Back in September, I had the opportunity to try out Lenovo’s Legion Go, a new player in the PC handheld market. I tested it with some of the best PC games, including HiFi Rush and PowerWash Simulator, and I must say, I was blown away.
The Legion Go not only felt comfortable and intuitive to use, but it also had impressive specifications and features that set it apart from its competitors, such as the Asus ROG Ally and the Valve Steam Deck. After spending some time with the Legion Go, my excitement for the system has only grown. In fact, I believe that it has the potential to not only compete with the Steam Deck but surpass it as well.
Bigger, better screen
One of the most obvious differences between the Legion Go and the ROG Ally is the size of their displays. The Legion Go features an 8.8-inch IPS touch display with a 16:10 aspect ratio, a 2560×1600 resolution, 500 nits brightness, a fantastic 144Hz refresh rate, and a claim of 97% DCI-P3 color gamut coverage. On the other hand, the ROG Ally has a 7-inch IPS touch display with a lower 1920×1080 resolution, a slower 120Hz refresh rate, and 80% DCI-P3 color gamut coverage.
While a lower display resolution can be beneficial for playing games at higher settings and for ease of handling, the ROG Ally suffers from framerate issues at 1080p and often needs to be lowered to 720p to maintain smooth gameplay for demanding titles. The Steam Deck can only overcome these issues with a third-party replacement LCD panel called the DeckHD.
Since the Legion Go starts with an even higher resolution, the best-case scenario would be a QHD+ resolution with a stable framerate. Even in the worst-case scenario, the Legion Go would still outperform the ROG Ally with an excellent framerate and 1080p resolution.
Way more quality-of-life features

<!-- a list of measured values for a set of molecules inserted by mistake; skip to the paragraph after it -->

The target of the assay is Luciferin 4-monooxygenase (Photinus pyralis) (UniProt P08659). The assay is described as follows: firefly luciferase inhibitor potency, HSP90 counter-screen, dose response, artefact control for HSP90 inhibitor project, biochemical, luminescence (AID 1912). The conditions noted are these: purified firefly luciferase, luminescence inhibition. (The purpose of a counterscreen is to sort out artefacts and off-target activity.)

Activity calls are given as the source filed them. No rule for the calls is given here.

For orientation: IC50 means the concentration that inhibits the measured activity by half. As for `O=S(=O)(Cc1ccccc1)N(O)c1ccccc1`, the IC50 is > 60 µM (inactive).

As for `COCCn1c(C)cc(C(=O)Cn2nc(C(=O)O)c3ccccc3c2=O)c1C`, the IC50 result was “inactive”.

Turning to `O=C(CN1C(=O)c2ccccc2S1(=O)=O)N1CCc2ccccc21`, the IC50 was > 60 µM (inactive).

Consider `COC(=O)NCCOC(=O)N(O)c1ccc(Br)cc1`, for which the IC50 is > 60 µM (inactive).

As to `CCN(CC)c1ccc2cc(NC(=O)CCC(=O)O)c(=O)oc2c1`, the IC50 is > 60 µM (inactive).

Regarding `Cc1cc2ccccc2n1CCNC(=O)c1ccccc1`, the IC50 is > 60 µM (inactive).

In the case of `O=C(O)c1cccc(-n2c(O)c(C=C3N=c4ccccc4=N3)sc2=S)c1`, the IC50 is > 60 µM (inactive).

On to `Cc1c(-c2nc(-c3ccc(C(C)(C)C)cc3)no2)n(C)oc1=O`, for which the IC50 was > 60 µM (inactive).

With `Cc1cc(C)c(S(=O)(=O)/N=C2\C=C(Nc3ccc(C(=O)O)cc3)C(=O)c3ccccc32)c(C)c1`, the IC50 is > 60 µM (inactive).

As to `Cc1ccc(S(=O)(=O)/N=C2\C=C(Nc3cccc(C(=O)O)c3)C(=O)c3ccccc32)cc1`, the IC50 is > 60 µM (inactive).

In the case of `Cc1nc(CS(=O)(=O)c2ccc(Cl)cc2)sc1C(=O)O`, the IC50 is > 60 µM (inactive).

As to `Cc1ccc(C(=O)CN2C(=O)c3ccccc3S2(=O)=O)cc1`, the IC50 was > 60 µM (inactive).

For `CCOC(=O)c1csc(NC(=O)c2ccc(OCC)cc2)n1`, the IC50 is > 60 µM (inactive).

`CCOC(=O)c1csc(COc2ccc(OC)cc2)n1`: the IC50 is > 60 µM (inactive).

Another significant advantage of the Legion Go is its wide array of quality-of-life features. Taking inspiration from the Nintendo Switch, you can detach the controllers from the sides of the screen to use them as separate joysticks.
Additionally, there’s a fantastic FPS mode that can be activated by pressing a button on one of the detached joysticks and propping it up on the included platform. With this mode, you can enjoy the same level of precision as a mouse while playing first-person or third-person games, along with customizable button actions similar to those found on high-end gaming mice.
The Legion Go also comes with a built-in kickstand, allowing you to play games on a table without needing to hold the device for extended gaming sessions. If you prefer using the controllers as joysticks, you can rely on the kickstand instead of needing a separate stand or dock like the ROG Ally or Steam Deck. In FPS mode, you can simply prop up the screen with the kickstand for a gaming experience similar to using a top-tier gaming monitor with a budget-friendly gaming PC.
Windows OS is just better on the Legion Go
Both the ROG Ally and Legion Go use Windows, but the Legion Go’s version of Windows 11 is better optimized and runs smoothly, almost like it’s on a tablet. The taskbar disappears when playing a game and reappears seamlessly when the screen is flicked upwards. It works seamlessly with both direct touchscreen operation and the haptic touchpad, two features that are missing from the ROG Ally.
Thanks to the well-optimized OS, I was able to switch between different titles running simultaneously with ease. In comparison, Windows 11 on the ROG Ally feels clunky and awkward. It’s impressive to see how much of a difference fine-tuning can make and how closely the Legion Go resembles the Steam Deck, especially considering that Valve has designed its own OS specifically for its system.
There are many other points that highlight the Legion Go’s potential and how it surpasses the ROG Ally. It offers a more robust set of features at the same price point, superior ventilation, and similar internal specs to the ROG Ally, which could lead to better long-term performance. Additionally, the hall effect joysticks on the Legion Go prevent joystick drift and minimize dead zones.
Lenovo has truly gone above and beyond in developing the ultimate competitor to the Steam Deck, addressing criticisms and adding features that were missing from Valve’s handheld. The Legion Go pushes the boundaries of what can be achieved in a handheld PC gaming device.